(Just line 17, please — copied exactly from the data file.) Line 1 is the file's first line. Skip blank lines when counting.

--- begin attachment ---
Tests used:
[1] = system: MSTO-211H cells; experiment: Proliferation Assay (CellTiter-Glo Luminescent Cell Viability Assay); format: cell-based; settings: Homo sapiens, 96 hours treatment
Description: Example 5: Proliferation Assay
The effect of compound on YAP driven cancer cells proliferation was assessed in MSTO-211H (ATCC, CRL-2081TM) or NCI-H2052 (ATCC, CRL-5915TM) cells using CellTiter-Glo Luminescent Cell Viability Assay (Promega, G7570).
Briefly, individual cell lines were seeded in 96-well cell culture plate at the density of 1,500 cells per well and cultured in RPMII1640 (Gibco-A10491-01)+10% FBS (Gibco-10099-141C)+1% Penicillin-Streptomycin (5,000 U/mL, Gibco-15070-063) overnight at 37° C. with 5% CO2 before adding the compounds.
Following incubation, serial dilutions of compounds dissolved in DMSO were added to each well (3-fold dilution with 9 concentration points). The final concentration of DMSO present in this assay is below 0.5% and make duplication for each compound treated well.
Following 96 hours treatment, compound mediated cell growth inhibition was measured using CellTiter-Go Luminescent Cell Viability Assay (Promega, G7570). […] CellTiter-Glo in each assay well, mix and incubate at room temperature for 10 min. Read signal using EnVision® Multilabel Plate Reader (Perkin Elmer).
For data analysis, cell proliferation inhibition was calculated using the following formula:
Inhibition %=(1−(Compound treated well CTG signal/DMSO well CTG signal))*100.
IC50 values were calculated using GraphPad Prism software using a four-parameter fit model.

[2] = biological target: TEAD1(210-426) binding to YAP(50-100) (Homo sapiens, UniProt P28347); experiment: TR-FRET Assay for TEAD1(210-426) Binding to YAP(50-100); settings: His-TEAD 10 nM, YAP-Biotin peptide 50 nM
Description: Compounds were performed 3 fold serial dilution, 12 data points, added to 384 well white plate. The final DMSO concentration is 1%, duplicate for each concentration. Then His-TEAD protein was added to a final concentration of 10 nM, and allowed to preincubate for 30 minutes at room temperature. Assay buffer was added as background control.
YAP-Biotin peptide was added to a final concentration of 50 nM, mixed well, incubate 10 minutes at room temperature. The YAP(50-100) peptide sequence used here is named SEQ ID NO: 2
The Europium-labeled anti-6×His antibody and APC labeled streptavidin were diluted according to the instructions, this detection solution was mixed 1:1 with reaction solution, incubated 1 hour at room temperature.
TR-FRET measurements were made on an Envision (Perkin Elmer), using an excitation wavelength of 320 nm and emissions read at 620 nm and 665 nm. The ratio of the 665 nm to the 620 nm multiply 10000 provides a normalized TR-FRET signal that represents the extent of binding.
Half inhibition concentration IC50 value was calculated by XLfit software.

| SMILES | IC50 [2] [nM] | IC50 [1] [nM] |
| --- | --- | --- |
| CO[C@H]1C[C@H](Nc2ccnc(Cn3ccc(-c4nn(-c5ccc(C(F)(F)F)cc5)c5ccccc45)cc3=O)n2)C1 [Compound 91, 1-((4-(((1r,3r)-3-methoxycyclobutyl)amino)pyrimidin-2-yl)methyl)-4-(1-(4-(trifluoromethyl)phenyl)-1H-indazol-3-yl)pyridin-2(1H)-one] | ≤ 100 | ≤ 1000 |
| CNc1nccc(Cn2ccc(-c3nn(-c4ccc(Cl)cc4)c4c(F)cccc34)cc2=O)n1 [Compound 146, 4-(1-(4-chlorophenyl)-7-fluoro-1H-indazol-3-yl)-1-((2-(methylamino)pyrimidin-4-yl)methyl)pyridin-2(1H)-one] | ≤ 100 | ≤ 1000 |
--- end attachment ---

| SMILES | IC50 [2] [nM] | IC50 [1] [nM] |